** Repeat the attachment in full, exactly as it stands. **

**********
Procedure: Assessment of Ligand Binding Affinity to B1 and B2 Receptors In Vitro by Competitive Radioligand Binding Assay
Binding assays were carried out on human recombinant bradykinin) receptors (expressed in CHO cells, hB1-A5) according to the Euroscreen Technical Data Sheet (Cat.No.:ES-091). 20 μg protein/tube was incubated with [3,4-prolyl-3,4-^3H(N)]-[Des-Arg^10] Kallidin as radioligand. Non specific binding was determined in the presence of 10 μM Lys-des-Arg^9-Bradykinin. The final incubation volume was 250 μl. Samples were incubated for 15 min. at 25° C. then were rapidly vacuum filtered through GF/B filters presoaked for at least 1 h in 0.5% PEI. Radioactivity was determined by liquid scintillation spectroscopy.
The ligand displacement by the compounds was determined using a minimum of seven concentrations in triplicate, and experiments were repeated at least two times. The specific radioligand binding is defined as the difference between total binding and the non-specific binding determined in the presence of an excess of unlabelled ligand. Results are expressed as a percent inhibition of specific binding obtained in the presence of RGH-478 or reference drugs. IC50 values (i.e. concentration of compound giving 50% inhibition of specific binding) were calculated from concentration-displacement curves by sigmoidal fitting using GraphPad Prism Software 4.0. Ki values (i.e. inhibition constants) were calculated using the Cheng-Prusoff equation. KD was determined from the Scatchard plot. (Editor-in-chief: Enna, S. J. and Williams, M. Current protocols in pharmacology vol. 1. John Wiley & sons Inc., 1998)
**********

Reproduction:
Procedure: Assessment of Ligand Binding Affinity to B1 and B2 Receptors In Vitro by Competitive Radioligand Binding Assay
Binding assays were carried out on human recombinant bradykinin) receptors (expressed in CHO cells, hB1-A5) according to the Euroscreen Technical Data Sheet (Cat.No.:ES-091). 20 μg protein/tube was incubated with [3,4-prolyl-3,4-^3H(N)]-[Des-Arg^10] Kallidin as radioligand. Non specific binding was determined in the presence of 10 μM Lys-des-Arg^9-Bradykinin. The final incubation volume was 250 μl. Samples were incubated for 15 min. at 25° C. then were rapidly vacuum filtered through GF/B filters presoaked for at least 1 h in 0.5% PEI. Radioactivity was determined by liquid scintillation spectroscopy.
The ligand displacement by the compounds was determined using a minimum of seven concentrations in triplicate, and experiments were repeated at least two times. The specific radioligand binding is defined as the difference between total binding and the non-specific binding determined in the presence of an excess of unlabelled ligand. Results are expressed as a percent inhibition of specific binding obtained in the presence of RGH-478 or reference drugs. IC50 values (i.e. concentration of compound giving 50% inhibition of specific binding) were calculated from concentration-displacement curves by sigmoidal fitting using GraphPad Prism Software 4.0. Ki values (i.e. inhibition constants) were calculated using the Cheng-Prusoff equation. KD was determined from the Scatchard plot. (Editor-in-chief: Enna, S. J. and Williams, M. Current protocols in pharmacology vol. 1. John Wiley & sons Inc., 1998)